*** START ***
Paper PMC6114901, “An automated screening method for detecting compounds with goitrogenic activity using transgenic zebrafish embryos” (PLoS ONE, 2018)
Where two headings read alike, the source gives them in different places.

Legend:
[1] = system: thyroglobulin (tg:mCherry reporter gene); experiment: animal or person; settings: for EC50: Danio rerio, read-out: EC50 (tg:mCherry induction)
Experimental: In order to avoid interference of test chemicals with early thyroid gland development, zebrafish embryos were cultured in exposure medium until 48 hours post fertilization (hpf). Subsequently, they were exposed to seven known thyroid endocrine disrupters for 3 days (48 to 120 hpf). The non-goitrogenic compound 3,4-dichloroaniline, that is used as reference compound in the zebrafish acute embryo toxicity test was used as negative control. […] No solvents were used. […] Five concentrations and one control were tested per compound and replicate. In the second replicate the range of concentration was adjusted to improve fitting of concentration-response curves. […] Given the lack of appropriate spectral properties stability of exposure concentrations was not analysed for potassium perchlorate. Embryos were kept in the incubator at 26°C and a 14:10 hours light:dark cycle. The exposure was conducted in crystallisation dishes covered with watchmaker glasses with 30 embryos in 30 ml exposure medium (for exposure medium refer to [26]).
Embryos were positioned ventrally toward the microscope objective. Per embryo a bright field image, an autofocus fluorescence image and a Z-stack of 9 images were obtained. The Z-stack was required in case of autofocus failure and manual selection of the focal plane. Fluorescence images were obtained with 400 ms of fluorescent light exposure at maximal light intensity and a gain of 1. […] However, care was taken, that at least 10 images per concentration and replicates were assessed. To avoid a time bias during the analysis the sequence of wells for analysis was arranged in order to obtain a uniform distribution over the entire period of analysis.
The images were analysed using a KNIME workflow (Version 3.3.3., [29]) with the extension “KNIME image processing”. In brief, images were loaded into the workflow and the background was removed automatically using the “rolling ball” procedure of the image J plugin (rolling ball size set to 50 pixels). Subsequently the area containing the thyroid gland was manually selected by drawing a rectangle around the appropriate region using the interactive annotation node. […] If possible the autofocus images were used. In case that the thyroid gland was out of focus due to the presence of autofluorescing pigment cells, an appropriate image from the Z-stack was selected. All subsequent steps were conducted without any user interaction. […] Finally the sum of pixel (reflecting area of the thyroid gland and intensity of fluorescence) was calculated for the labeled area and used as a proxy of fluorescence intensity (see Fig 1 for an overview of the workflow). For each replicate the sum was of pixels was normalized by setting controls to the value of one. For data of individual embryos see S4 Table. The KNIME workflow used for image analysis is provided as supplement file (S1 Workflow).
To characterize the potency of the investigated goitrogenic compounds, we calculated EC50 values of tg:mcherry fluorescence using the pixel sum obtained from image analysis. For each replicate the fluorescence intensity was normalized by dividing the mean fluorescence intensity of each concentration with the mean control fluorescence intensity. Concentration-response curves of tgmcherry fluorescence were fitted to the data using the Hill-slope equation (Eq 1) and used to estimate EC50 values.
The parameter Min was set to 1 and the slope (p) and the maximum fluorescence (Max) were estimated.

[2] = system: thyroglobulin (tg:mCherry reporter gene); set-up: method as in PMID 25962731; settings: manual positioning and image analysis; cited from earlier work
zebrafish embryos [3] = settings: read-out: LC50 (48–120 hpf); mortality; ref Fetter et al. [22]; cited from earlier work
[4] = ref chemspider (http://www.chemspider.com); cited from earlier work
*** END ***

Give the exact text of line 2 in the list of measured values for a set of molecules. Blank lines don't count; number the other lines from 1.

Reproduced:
Where two headings read alike, the source gives them in different places.